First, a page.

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Upskilling that works: business-led, people-powered, results-driven

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Summary

  • Many leading companies are focused on digitally upskilling their workforce, which will become critical to pandemic recovery efforts.
  • Giving employees more control over what, when and how they learn and apply new digital skills can help your investments pay off faster and more handsomely.
  • PwC’s own citizen-led upskilling efforts provide a roadmap for other companies to achieve similar success.

How citizen-led innovation can change a workforce from the inside out

Many high-profile companies are investing in ambitious upskilling programs to give their people the right expertise to help grow the business now and into the future. Your company may be doing it too, especially against the backdrop of the COVID-19 crisis, which spotlighted the need for a digitally skilled and resilient workforce. As pandemic recovery efforts gain momentum, CEOs are now looking forward to better days ahead. PwC’s latest Global CEO survey found that 76% of CEOs believe global economic growth will improve in the next 12 months.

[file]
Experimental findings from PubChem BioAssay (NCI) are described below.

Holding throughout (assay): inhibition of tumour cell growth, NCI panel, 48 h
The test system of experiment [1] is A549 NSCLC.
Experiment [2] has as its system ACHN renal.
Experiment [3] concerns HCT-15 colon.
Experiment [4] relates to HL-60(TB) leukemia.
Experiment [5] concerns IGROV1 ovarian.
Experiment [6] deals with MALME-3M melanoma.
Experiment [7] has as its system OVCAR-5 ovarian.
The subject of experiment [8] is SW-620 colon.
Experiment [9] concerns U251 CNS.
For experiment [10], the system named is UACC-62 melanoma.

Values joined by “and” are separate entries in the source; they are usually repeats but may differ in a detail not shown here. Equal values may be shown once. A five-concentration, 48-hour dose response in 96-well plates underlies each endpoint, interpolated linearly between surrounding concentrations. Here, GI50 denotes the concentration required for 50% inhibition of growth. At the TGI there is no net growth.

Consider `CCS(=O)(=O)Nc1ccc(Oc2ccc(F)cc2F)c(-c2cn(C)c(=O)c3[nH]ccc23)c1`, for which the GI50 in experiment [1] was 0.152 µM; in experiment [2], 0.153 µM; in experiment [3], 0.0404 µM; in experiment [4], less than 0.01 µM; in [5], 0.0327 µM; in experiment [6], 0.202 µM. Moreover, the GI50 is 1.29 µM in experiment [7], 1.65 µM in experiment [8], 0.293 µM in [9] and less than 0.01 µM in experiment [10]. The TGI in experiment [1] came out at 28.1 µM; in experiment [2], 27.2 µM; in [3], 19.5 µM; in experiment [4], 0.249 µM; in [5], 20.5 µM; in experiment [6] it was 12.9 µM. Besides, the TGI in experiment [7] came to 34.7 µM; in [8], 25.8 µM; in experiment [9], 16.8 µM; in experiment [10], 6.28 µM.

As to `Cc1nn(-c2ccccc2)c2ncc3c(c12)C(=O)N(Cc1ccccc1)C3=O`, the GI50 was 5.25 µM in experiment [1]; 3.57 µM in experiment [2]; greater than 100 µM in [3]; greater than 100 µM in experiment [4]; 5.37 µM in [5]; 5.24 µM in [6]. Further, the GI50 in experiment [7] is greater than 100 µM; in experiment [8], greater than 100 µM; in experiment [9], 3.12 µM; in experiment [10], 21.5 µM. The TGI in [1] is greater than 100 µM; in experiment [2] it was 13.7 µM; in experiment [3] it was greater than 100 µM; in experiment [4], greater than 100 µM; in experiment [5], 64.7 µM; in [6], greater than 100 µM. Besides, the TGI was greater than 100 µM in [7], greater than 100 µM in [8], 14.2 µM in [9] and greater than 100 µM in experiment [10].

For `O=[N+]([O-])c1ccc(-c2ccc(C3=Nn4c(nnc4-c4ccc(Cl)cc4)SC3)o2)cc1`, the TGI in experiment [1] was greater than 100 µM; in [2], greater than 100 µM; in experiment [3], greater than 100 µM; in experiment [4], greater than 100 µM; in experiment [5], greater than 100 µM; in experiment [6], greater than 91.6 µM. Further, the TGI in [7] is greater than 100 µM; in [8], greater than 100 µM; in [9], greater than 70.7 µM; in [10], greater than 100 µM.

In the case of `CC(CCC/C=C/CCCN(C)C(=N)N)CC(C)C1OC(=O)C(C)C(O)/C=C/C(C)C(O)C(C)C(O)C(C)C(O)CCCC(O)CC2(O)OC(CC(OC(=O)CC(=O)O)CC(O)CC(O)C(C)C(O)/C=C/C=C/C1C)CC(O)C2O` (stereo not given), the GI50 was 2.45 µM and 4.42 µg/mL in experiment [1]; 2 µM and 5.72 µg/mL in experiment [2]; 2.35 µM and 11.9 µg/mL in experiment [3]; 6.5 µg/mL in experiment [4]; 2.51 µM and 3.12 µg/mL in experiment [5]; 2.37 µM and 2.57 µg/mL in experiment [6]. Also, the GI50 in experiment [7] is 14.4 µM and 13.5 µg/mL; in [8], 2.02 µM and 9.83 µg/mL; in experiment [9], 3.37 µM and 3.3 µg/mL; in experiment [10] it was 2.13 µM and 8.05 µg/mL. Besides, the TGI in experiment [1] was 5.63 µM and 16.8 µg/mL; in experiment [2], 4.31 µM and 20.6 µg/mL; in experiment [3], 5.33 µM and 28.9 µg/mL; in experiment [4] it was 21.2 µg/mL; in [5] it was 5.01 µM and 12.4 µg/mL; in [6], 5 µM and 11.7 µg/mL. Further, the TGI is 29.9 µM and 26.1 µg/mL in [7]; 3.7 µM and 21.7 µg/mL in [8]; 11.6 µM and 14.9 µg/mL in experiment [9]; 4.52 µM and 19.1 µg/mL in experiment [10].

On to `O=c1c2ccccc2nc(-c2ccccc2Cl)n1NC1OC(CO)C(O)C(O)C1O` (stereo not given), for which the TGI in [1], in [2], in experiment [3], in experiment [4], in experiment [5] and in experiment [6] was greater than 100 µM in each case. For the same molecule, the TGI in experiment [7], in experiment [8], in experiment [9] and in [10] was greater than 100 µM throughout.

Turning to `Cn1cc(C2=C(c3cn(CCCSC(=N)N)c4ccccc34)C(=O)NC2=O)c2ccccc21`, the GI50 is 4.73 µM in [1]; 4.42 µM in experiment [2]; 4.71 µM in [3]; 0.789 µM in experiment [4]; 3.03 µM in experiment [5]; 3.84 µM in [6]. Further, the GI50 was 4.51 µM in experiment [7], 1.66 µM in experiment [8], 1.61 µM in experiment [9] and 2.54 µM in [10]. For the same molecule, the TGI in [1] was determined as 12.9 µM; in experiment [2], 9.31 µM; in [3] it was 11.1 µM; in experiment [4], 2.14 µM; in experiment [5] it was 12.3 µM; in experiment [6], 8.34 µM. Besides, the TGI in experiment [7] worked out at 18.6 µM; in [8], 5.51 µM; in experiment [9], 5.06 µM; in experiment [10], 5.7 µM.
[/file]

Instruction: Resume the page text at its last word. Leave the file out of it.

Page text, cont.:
Not only that, but effective upskilling initiatives have the potential to help create 5.3 million net new jobs globally by 2030, according to a new study by PwC and the World Economic Forum. Beyond those economic benefits, the report also shows that upskilling your people could give them the tools to actively participate in the economy even if their current jobs disappear. That, in turn, would reduce inequality and lead to greater social stability.

Here’s one way to boost your company’s odds of success. It’s called citizen-led innovation, an approach built around equal parts leadership and employee crowdsourcing. It’s part of our investment of $3 billion to upskill our entire global network and develop and share technologies to support clients. We’ve seen firsthand that our unique, people-led approach works. We believe that without it, you simply can’t deliver the innovation, productivity and change at the scale you’re after.